Update: Apple has announced it will indeed be live streaming the event.

Apple May Use OLED Only Briefly Until Micro-LED Displays Are Ready

While several rumors point towards Apple releasing its first iPhone models with OLED displays next year, the head of LCD manufacturer Innolux Wang Jyh-chau believes that OLED is unlikely to fully replace LCD technology in terms of performance-cost ratio and reliability long term, according to DigiTimes.

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Instead, a new display technology called Micro-LED could eventually replace LCD to become the mainstream display technology, as noted by Innolux vice president and mobile product general manager Yang Hung-wen.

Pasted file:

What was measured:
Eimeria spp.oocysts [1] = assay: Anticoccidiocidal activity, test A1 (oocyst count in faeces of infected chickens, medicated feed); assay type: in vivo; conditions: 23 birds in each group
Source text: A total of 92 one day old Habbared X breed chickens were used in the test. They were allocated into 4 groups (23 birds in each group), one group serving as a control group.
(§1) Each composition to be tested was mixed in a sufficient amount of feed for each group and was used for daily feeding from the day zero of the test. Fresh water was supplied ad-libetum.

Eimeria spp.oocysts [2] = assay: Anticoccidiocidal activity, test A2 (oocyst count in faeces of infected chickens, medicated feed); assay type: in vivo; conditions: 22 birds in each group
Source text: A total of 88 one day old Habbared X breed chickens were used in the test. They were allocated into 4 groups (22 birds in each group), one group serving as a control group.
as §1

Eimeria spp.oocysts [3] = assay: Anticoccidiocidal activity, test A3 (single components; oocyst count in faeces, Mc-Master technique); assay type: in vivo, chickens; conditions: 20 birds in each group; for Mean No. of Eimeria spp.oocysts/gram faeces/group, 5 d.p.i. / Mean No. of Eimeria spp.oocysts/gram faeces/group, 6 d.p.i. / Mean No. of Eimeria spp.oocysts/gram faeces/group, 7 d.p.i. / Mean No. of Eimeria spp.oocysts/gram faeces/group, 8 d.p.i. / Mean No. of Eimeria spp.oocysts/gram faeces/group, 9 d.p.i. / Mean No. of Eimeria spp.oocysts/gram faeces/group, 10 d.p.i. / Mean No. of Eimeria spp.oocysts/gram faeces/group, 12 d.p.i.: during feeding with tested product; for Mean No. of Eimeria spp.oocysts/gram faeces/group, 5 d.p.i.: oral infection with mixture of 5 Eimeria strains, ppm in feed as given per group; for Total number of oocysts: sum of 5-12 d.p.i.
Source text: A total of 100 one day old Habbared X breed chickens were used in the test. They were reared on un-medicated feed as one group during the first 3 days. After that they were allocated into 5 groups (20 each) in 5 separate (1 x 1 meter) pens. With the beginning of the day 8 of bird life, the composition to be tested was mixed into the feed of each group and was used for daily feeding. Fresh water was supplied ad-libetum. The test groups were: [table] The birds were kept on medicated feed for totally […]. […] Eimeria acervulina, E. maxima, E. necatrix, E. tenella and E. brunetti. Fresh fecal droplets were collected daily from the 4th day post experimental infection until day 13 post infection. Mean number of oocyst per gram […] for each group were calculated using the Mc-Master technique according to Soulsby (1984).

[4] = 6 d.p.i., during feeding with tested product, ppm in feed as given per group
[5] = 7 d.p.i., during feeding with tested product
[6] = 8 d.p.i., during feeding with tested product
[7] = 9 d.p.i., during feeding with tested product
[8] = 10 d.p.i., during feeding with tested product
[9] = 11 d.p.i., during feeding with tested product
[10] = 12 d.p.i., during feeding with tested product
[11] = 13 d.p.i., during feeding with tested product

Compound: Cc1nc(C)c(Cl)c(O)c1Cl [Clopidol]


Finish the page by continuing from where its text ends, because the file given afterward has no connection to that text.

In response to market speculation that Apple will adopt OLED for its new iPhone to be launched in 2017, Innolux vice president and mobile product general manager Yang Hung-wen indicated that in order for product differentiation, Apple is likely to do so but it is uncertain whether it will be on a long-term basis, especially when Apple is developing Micro LED on its own.
Apple reportedly opened a secret laboratory in northern Taiwan last year to develop thinner, lighter, brighter, and more energy-efficient displays for future iOS devices, recruiting talent from local display maker AU Optronics and Qualcomm subsidiary SolLink. The report described the new displays as more advanced versions of LCDs currently used in iPhones, iPads, Macs, and other devices.